It took place on Monday, April 6, 1987 at Caesars Palace and it was promoted by Bob Arum’s Top Rank®. The SuperFight: Hagler vs. Leonard, with Marvin Hagler defending his middleweight title against Sugar Ray Leonard, making a return after a three-year absence from the ring and a big question mark about his surgically-repaired eye. It was one the biggest and most successful sporting events of that era. Caesars Palace was sold out with 15,000 spectators and an estimated 400 million more watching worldwide via closed-circuit or on pay-tv. The media credentialed for fight week was close to 1,1000. It was the quintessential promotion of that time and the foundation on which mega fights are now promoted. And the result? It is as hotly debated today as it was 30 years ago when the judges’ scores were read that night. Dave Moretti scored it 115-113 for Leonard. Lou Fillippo scored it 115-113 for Hagler. Jo Jo Guerra scored it 118-110 for Leonard, making him the new middleweight champion, and completing one of the greatest career comebacks in boxing .
Even after ascending to the position of #1 contender in 1977, Marvin Hagler’s title shot was not forthcoming. His wait as the division’s top challenger – lasting over 2 years – became the longest in middleweight history.
Early on in Hagler’s career, heavyweight royalty, Joe Frazier, warned the young middleweight why promoters and their showpiece fighters would want nothing to do with him:
“You have three strikes against you: you’re black, you’re a southpaw and you’re good.”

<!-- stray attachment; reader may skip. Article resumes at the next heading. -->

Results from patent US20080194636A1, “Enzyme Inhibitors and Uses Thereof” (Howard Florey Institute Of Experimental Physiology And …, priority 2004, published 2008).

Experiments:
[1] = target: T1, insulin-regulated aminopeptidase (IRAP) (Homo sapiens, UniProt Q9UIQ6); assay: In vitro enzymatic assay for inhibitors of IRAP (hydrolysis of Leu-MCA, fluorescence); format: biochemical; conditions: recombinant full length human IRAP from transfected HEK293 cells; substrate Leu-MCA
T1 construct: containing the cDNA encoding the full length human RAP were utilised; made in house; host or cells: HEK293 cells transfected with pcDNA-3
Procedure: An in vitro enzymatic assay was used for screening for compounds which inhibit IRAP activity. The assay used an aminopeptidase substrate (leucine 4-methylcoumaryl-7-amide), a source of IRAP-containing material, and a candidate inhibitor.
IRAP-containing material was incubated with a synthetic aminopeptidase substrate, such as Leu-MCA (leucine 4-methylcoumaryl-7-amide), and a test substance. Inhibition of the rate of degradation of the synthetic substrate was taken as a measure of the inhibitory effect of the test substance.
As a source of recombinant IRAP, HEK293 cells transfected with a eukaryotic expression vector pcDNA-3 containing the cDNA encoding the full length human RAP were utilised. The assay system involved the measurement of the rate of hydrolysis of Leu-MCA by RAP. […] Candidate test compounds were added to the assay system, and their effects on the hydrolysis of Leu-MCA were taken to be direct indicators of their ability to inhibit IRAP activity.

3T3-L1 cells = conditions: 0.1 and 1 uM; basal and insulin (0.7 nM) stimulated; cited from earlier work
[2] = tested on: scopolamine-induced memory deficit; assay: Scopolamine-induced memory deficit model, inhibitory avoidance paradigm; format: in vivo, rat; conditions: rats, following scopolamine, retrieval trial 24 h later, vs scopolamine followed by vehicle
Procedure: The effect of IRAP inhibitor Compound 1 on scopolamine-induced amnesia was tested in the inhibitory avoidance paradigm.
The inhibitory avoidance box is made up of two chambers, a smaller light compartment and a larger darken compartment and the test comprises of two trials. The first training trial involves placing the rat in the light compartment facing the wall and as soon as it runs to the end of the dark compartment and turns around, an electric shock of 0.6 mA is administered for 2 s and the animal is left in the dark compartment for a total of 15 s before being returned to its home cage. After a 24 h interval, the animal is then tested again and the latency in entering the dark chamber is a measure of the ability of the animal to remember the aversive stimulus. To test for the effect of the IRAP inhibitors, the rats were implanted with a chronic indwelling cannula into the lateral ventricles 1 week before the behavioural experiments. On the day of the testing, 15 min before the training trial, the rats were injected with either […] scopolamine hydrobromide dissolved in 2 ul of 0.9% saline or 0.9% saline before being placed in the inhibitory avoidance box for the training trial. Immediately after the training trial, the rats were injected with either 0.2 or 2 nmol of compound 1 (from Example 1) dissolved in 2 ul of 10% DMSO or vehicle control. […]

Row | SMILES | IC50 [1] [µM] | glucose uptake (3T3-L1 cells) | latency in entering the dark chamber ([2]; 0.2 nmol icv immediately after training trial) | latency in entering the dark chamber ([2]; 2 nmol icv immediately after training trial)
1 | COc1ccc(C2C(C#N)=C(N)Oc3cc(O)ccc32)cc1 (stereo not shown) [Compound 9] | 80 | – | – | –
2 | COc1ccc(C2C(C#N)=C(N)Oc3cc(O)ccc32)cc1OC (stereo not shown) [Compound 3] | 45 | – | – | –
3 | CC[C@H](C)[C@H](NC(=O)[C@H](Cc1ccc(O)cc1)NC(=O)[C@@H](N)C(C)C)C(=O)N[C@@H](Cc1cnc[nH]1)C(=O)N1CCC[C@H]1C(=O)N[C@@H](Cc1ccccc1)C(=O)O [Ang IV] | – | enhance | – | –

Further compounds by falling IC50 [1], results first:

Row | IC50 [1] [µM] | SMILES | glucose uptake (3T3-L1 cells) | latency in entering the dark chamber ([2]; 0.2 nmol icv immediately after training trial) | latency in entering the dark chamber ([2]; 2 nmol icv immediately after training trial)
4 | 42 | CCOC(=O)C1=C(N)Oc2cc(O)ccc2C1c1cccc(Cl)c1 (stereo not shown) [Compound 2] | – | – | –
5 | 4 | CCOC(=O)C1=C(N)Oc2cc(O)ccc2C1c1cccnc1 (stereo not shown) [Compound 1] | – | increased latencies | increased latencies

Once again, Marvellous Marvin Hagler and Thomas “Hitman” Hearns would box under the bright lights of Las Vegas, this time together, on the same night, against dangerous opposition. It was almost a full year after these two warriors had gone to hell and back against one other, and the grand plan for promoter Bob Arum was to set up a Hagler-Hearns II. Fans got two thrilling fights for their money this night in 1986 – one ending via violently quick KO, the other being an absolute war of attrition – as a rematch of the greatest fight in history was in the works.
Former undisputed and long-reigning middleweight king Marvelous Marvin Hagler was lucky, in that he fought during a golden era that was literally cluttered with stars and big marquee names. There was The Marvelous one himself of course, and Thomas Hearns and Roberto Duran and Sugar Ray Leonard. Hagler fought them all, along with other attractive names like John Mugabi, and this served him well – money-wise and fame-wise.
It’s just over three decades old (31 years ago today to be exact) but no fight has surpassed the epic three-round war between Marvelous Marvin Hagler and Thomas “Hitman” Hearns since it took place in Las Vegas in 1985 – certainly no middleweight fight has topped “The War.” With seemingly reckless abandon, the two greats, who were at their peak at the time of the showdown, launched into one another. Fans, experts and even the commentators could barely do anything but watch in awe as the magnificent warfare unfolded.